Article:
I felt like the scene of Philip talking with his ambassador where they are shown as shadows on a sail was a little over the top.  The portrayal of Mary Queen of Scots as a little pathetic to be honest.  And again, the symbolism of her looking up at the throne right before having her head cut off was a little heavy handed.  Princess Isabella’s role was a little strange, but I suppose it went with the children theme.  But it didn’t quite work for me.

And, I realize this is purely personal preference, but I would have liked to see Sir Walter Raleigh as a little more of a player.  If you’re going to let go of historical accuracy in the first place  you should at least have fun with it.  He was sexy, but I just didn’t find him quite seductive enough for everything that happened with him to be believable.

Rating: Four out of five jars of peanut butter with a little scoop taken out of the last jar

Presidential Coffee

I couldn’t think of anyone to have coffee with off the top of my head today, so went with my standard brainstorming strategy of checking Wikipedia’s “born on this day” list and learned today was the birthday of this historic Josiah Bartlett, signer of the US Declaration of Independence.  I’ll be honest, I know nothing about him except what I’ve already written.  But that did make me think of another Josiah Bartlett that would be perfect for this feature.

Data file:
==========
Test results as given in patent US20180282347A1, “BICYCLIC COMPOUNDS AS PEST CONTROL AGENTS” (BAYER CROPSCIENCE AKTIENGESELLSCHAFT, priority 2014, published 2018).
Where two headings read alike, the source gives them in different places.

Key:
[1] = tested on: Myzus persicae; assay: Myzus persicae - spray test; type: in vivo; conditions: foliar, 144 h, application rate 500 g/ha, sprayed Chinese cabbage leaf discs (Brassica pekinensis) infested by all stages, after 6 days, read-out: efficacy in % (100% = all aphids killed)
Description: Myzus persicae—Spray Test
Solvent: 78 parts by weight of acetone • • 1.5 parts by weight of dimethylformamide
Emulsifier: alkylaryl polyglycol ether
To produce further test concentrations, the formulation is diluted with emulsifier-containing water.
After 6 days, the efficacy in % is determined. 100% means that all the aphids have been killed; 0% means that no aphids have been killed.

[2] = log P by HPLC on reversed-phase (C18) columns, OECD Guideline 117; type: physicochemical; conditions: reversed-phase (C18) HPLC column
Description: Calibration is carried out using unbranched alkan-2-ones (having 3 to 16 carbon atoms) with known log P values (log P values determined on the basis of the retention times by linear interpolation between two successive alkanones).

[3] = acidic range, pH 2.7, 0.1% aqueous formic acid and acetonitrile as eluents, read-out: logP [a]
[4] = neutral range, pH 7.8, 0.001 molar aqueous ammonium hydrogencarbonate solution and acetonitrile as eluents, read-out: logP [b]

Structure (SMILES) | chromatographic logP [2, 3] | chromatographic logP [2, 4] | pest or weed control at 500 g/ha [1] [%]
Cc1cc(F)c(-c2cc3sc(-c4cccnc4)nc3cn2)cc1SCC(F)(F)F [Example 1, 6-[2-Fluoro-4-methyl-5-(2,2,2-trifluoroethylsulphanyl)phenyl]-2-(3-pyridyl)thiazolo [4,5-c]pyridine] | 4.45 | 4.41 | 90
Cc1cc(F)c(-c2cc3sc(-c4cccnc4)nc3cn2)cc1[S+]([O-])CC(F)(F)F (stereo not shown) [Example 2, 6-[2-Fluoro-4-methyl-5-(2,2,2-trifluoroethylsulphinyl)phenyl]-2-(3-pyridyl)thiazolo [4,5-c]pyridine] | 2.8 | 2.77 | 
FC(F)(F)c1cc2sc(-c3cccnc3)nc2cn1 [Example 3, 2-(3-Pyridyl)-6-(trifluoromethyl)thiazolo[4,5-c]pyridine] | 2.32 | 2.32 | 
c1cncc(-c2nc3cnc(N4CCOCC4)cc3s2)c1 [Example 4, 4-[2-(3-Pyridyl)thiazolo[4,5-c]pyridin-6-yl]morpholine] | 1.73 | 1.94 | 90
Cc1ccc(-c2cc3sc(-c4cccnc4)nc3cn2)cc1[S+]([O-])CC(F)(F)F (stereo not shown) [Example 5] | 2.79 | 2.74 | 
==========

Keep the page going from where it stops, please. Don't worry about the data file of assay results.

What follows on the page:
Would we drink coffee with President Josiah Bartlett from The West Wing?

Kristy:  Yes.  And it doesn’t even have anything to do with his political views (though he and I are fairly well aligned in that department).  I want to have coffee with him because he’s a big ol’ nerd.  Winner of the Nobel Prize in Economics, speaks five languages, and makes frequent historical and literary references?  Yes, please!  You just know the man could keep up with just about any conversation topic you threw at him.  Also he’s a storyteller, which means that coffee with him is bound to include fantastic tales of a fictional White House, meetings with world leaders, and the Bartlett family.  Finally, but possibly most importantly, the man knows how to bring the funny.  And you know I love the funny.